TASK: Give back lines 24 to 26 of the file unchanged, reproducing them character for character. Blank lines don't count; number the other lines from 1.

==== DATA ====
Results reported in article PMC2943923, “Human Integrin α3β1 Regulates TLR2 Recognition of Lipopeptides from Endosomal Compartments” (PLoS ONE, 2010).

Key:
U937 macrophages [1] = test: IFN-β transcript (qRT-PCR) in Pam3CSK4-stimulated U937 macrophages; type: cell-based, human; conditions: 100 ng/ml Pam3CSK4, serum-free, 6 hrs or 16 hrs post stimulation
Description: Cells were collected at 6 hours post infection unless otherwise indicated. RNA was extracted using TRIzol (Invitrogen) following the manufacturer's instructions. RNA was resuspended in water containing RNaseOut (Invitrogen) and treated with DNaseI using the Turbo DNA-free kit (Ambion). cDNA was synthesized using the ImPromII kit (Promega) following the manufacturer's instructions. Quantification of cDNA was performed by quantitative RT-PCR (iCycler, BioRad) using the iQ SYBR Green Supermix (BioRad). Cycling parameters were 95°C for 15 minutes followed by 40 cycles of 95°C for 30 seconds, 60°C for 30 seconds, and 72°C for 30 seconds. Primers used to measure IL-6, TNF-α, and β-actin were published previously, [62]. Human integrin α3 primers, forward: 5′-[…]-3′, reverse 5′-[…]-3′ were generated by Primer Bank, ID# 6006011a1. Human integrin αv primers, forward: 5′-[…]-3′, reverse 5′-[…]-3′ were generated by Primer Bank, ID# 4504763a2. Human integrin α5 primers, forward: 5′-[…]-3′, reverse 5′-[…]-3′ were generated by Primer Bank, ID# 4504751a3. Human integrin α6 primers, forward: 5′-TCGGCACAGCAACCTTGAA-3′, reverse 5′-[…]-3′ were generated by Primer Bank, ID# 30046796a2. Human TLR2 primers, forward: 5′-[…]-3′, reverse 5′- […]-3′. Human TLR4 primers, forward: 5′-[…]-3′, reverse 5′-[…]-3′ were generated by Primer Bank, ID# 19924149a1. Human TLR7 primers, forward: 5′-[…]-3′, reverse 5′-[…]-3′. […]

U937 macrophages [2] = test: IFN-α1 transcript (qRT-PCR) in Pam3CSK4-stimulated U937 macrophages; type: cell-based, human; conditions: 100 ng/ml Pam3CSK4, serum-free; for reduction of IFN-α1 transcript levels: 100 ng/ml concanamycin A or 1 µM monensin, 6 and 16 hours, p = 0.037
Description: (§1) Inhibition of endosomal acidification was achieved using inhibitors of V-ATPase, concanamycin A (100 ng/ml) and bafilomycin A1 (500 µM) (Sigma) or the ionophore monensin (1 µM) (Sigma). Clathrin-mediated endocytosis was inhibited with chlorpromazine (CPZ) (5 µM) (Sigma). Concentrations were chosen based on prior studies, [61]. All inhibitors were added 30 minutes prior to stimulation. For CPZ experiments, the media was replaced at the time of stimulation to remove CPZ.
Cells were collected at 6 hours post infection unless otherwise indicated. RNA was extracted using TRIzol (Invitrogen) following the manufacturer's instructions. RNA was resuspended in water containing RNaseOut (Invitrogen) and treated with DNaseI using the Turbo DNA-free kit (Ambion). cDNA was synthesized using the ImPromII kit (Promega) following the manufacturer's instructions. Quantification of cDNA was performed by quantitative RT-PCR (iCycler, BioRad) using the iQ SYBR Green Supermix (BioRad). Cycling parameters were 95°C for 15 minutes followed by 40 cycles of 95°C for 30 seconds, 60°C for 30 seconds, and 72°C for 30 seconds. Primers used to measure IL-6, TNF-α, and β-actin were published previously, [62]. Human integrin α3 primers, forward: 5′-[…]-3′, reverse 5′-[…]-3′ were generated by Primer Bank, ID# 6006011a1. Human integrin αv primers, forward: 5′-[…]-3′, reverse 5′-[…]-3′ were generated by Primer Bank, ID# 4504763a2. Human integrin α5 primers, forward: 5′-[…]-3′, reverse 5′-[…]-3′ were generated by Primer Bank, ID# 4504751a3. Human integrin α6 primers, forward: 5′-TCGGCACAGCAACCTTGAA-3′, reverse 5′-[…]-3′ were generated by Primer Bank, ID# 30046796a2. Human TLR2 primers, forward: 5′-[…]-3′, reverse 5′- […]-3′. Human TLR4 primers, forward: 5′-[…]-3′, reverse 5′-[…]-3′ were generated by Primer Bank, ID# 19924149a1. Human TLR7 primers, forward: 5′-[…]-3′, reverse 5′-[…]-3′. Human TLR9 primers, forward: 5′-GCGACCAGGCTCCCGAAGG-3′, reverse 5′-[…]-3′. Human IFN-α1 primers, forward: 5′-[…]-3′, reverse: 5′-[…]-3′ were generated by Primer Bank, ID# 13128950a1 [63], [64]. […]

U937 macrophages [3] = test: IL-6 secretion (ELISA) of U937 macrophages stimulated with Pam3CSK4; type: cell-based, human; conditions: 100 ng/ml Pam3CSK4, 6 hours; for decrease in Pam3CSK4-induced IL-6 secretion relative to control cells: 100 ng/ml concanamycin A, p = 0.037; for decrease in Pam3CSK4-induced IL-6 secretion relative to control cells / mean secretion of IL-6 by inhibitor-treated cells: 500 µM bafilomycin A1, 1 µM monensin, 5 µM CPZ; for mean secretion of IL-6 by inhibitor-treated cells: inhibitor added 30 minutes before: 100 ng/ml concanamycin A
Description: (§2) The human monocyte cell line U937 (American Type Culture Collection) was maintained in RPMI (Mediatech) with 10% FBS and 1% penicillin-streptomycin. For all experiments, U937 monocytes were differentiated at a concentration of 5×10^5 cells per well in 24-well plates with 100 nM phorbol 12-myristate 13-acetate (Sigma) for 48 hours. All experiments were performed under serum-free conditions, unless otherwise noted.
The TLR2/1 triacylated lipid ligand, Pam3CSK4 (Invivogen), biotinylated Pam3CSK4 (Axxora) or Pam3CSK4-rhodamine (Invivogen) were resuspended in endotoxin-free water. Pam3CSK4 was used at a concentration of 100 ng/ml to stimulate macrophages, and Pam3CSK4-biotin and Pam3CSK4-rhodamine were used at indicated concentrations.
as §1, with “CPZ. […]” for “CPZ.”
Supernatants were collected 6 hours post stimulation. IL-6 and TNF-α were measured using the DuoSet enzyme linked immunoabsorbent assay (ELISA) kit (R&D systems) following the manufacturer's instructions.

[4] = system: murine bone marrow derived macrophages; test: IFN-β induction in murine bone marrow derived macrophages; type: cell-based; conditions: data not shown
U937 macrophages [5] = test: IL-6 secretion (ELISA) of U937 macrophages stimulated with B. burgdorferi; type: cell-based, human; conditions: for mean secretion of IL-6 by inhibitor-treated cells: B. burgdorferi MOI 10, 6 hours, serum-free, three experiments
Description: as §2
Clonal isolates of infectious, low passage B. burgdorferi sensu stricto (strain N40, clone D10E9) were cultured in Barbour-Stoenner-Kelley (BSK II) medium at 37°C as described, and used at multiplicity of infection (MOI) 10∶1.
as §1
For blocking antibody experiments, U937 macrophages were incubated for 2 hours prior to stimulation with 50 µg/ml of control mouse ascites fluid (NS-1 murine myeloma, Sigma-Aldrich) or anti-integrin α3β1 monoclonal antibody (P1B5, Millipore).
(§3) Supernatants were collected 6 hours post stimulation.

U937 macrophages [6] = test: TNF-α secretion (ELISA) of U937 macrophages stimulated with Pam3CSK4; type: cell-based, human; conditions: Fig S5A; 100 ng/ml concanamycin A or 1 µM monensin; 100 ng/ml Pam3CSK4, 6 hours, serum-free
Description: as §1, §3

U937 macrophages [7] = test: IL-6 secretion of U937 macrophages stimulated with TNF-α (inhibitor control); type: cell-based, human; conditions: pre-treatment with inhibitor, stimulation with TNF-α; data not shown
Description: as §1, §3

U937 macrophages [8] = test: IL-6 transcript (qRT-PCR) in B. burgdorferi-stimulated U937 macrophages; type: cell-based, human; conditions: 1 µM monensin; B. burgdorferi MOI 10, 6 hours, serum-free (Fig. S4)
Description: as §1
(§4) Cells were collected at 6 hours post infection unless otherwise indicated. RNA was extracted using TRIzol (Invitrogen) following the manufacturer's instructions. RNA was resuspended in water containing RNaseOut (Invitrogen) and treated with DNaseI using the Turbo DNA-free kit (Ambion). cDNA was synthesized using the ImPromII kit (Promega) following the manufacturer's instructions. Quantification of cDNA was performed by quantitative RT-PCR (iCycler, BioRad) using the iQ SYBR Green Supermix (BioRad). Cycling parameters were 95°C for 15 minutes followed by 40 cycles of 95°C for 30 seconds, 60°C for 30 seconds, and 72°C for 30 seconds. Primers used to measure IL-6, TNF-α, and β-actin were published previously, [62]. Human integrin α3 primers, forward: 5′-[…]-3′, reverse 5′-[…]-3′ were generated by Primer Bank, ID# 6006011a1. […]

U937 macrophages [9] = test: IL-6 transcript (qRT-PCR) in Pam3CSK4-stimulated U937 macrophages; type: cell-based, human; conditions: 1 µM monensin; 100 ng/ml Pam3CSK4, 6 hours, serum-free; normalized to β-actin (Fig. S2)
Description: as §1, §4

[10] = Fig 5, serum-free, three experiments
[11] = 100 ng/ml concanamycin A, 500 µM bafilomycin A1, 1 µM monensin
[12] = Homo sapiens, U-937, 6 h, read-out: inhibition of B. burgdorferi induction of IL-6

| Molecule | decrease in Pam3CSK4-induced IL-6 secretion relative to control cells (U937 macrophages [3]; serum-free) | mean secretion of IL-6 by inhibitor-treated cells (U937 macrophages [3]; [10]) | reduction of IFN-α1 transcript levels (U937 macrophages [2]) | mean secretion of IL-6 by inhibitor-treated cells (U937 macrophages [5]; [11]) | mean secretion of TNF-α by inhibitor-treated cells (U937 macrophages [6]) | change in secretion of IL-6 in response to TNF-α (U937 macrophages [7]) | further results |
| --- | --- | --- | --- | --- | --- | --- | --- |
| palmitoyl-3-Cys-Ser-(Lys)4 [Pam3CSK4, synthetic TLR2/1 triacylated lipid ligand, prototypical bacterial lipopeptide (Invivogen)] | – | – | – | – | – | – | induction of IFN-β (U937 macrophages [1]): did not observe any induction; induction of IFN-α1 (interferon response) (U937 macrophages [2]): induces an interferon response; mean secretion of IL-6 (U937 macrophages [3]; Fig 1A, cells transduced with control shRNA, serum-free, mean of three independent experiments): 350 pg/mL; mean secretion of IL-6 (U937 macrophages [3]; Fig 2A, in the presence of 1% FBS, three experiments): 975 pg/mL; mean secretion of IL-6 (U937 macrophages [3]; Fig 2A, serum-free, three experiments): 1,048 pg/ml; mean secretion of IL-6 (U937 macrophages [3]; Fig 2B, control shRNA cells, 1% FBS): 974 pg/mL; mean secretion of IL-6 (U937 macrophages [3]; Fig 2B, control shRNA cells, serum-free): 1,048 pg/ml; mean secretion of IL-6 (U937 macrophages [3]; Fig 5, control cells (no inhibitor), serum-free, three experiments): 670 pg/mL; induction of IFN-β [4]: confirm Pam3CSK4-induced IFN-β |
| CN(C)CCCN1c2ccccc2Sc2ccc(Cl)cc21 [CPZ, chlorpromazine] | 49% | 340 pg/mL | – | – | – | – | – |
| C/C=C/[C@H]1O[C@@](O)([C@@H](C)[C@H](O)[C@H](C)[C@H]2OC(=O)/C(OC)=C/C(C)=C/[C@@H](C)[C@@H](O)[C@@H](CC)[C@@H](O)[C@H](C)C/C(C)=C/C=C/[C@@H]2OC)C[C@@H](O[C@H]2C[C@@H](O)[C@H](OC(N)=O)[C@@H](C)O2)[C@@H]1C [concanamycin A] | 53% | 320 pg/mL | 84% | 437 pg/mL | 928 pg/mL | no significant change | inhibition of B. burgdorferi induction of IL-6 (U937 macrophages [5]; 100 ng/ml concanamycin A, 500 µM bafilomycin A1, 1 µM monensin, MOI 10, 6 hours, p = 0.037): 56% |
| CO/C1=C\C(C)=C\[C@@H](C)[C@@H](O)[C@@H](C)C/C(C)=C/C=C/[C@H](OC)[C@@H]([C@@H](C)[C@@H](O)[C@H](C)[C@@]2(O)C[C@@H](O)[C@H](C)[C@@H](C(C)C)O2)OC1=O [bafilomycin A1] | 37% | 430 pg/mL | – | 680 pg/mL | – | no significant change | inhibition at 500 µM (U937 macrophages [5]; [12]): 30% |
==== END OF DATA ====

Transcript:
U937 macrophages [8] = test: IL-6 transcript (qRT-PCR) in B. burgdorferi-stimulated U937 macrophages; type: cell-based, human; conditions: 1 µM monensin; B. burgdorferi MOI 10, 6 hours, serum-free (Fig. S4)
Description: as §1
(§4) Cells were collected at 6 hours post infection unless otherwise indicated. RNA was extracted using TRIzol (Invitrogen) following the manufacturer's instructions. RNA was resuspended in water containing RNaseOut (Invitrogen) and treated with DNaseI using the Turbo DNA-free kit (Ambion). cDNA was synthesized using the ImPromII kit (Promega) following the manufacturer's instructions. Quantification of cDNA was performed by quantitative RT-PCR (iCycler, BioRad) using the iQ SYBR Green Supermix (BioRad). Cycling parameters were 95°C for 15 minutes followed by 40 cycles of 95°C for 30 seconds, 60°C for 30 seconds, and 72°C for 30 seconds. Primers used to measure IL-6, TNF-α, and β-actin were published previously, [62]. Human integrin α3 primers, forward: 5′-[…]-3′, reverse 5′-[…]-3′ were generated by Primer Bank, ID# 6006011a1. […]